A steady forcing is not overwhelmed by other forcings. If there is a compensating forcing that counteracts CO2 forcing, show us! Otherwise please send me $10 per month since your regular income (hopefully) overwhelms that as well and you wouldn’t notice any change in your account balance anyway, right?

            And don’t you think it’s funny that only so called climate skeptics believe in this cloud/volcanism thing and imagine that the whole field of climate science has it wrong? I’d be very skeptical of such a group why aren’t you?

            No. Decadal-scale changes in (tropical) cloud cover modulates decadal-scale temperature changes, or climate.

            If you say so … and cosmic rays modulate cloud cover and something is completely compensating the CO2/GHG effect, but only when the concentration changes, not the entire effect (I really hope you are not arguing that there is no GHE because you imaging it has never been measured/observed).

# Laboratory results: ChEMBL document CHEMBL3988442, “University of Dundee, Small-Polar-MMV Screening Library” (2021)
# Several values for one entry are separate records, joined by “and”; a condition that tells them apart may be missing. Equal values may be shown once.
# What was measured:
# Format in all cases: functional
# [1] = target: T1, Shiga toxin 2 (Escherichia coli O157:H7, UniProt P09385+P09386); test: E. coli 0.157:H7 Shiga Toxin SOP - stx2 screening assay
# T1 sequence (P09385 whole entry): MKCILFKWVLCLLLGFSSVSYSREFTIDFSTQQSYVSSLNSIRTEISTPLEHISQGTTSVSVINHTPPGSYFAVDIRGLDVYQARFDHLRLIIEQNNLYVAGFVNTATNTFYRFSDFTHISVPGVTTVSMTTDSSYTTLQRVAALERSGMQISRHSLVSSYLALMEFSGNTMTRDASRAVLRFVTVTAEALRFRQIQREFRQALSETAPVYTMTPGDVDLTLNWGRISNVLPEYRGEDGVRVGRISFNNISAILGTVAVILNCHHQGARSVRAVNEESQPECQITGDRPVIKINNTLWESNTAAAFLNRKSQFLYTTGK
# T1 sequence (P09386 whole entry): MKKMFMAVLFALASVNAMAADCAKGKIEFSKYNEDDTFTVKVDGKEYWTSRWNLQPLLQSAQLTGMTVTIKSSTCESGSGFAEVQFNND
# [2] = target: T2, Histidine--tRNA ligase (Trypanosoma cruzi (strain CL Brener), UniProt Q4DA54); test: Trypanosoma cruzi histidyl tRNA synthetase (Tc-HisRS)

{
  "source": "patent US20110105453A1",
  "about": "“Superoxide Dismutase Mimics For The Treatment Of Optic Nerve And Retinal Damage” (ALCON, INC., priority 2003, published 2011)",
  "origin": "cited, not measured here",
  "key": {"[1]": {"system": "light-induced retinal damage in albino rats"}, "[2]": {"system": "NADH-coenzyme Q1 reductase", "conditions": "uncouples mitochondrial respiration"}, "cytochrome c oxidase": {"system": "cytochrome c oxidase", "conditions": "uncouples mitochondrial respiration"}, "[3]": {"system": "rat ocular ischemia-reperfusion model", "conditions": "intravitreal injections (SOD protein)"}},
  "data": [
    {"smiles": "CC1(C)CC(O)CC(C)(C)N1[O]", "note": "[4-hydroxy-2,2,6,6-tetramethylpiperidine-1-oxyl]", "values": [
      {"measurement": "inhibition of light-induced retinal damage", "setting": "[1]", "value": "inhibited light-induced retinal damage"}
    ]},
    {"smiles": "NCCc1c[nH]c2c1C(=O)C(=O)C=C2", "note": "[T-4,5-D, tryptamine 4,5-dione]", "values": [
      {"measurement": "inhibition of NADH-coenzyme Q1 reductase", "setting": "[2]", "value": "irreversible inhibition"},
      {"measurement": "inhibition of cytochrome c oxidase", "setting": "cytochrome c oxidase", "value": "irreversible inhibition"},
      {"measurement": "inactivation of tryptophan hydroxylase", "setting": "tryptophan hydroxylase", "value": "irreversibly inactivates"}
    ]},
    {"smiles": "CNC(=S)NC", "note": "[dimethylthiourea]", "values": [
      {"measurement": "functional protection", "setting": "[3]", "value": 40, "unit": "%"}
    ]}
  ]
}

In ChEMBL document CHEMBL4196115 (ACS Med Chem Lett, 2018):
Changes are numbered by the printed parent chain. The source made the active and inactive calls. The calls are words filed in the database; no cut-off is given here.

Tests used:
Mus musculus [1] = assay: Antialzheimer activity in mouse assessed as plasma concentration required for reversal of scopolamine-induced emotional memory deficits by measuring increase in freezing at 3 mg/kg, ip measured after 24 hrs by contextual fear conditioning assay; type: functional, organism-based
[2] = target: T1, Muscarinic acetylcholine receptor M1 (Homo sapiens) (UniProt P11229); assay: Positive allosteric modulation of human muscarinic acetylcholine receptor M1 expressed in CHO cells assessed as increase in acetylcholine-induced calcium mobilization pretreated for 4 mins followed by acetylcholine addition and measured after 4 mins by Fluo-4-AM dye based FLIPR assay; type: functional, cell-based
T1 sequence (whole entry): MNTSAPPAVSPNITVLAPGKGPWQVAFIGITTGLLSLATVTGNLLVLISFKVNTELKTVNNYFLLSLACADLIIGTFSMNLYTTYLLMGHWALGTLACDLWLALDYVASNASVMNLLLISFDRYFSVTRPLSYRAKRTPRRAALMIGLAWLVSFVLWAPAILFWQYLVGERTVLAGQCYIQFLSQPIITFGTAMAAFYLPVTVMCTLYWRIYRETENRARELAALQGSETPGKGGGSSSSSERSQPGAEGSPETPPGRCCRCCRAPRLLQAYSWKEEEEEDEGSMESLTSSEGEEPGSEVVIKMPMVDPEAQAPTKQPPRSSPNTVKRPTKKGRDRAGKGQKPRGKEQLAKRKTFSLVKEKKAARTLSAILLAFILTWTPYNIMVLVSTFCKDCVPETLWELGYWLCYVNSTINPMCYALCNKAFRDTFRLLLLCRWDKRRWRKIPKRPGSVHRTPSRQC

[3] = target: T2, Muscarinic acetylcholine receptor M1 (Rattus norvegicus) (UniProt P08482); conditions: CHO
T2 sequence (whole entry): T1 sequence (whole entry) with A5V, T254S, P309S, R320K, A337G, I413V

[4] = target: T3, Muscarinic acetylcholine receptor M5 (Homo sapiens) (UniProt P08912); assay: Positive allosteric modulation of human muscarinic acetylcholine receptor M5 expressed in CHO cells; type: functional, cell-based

3. Kenneth Richard

            You claim since we don’t know the results of a very specific experiment that there could as well be no effect at all. That amounts to believing in magic

            No, it means we don’t have enough information to know the extent to which CO2 changes affect the temperature of water bodies. You think we do have this information, and yet when you’re asked to produce it, you can’t. There is just no point to continuing down this dead end with you.

          4. spike55

            “This shows to me that you have no real idea of how the GHE works”

            We have asked MANY times for your explanation, backed by real science, as to how this mythical GHE works.